We found this campground last year and now it’s our YUJ. They call it “rustic” camping, which I find hilarious. The reason it’s rustic is because there isn’t electricity and the toilets don’t flush. There aren’t any showers, but there’s a lake (with a big sign that says “no bathing,” even though I wouldn’t in a million kazillion years). A few miles down the road is a nature center where you can go to cool off and use flushing toilets (and yes, I’ve taken advantage of the luxury). We call it “car camping,” because we basically live out of our cars for a weekend. But I hardly call that “rustic.” We do use tents, even though half our neighbors had pop up campers (and I was oh so jealous).
The first night we were there and sitting around the campfire eating s’mores when the ranger stopped by to tell us “extreme weather” was fast approaching. He had said that we might want to go home, but we didn’t have to and he’d keep us posted on the status of the storm. We decided to stay, because we’re THAT hardcore (kidding) and we actually didn’t believe him. DH had been watching the weather on weather.com all day and there was no such storm. Though I do have to say that weather.com is quite unreliable, if you ask me. A few weeks ago we had a garage sale and weather.com said it was supposed to rain all day that Saturday. It was our YUJ garage sale weekend and we were not giving up, so we still planned on having the sale anyway. Well, wouldn’t ya know it, it didn’t rain, not one drop.
At about 2 in the a.m. when I’d finally fallen asleep after trying to get DD to sleep (and she didn’t even have a nap, oy!), the storm began. The usual lightning, thundering, wind, and rain. And that wasn’t so bad, but the lightning started to get louder and closer and being outside made it all the more intense. I started to count the seconds between lightning and thunder, because supposedly for every second in between it equals a mile; I learned that from the movie Polterguist. So, then I started thinking about that movie and how creepy it was. The seconds started to get less and less until BANG BANG BANG the lightning and thunder had reached our campsite. I thought a tree had been hit and then I started to imagine it falling down on the tent. I was an emotional wreck, I might have been whining. My DS woke up and was nervous about the storm, so I had to put my own feelings aside, deep down into my gut (no wonder I have an ulcer!) and pretend it was all “buttah.” We started counted together until we couldn’t hear the lightning and thunder, and we finally fell asleep.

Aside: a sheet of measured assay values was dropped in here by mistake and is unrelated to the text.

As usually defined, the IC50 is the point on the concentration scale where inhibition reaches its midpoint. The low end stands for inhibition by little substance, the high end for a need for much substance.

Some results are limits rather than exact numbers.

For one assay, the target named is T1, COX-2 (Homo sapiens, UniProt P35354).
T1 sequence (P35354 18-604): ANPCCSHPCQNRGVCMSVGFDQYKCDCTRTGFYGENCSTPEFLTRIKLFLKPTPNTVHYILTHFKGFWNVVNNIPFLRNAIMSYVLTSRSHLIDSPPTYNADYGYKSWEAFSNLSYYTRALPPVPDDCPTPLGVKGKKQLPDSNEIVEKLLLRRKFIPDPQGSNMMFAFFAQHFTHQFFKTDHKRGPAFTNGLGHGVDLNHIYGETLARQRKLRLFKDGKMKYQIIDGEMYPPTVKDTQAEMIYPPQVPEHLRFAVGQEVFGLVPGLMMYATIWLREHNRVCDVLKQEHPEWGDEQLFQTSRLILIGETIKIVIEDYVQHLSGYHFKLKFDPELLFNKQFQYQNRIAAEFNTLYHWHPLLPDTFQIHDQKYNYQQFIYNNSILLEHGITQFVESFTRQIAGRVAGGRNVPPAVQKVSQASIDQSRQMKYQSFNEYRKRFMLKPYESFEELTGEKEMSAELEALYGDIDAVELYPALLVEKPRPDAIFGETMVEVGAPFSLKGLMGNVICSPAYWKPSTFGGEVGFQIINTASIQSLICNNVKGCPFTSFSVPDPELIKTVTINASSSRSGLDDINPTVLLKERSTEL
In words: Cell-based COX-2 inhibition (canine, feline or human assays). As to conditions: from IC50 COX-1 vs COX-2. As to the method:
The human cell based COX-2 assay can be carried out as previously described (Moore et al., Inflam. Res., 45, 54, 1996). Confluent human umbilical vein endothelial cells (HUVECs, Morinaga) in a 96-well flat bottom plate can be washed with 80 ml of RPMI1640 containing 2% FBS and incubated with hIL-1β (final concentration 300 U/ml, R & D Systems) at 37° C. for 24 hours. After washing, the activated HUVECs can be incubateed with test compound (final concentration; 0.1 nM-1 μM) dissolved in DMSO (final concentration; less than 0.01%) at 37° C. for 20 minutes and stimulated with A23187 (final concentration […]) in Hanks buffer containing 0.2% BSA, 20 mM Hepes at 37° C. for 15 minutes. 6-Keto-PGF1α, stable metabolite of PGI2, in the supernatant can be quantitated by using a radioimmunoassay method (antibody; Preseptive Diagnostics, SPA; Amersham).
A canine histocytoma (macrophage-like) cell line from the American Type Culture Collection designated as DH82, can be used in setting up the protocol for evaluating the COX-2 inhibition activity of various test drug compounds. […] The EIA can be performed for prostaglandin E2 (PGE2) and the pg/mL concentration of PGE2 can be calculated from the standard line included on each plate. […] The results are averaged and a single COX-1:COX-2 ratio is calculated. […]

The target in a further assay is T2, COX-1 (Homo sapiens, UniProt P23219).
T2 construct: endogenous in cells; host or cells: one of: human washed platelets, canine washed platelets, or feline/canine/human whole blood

The next day it rained for a bit, but by noon the sun started to shine again and I took the kids for a swim. My DS met some other kids in the lake and they asked him if he liked having a little sister. She’s so cute, they said. “Oh No, she is NOT cute, ” my DS said. I didn’t realize he’d throw his own sister under the bus so quickly, but he did: “Oh, she is so mean. She pulls my hair and steals my toys. She whines, she throws food, and it is NOT fun having a little sister.” Despite that, I thought they had a great time.
And despite the mosquito bite on my arse, I had a great time, too.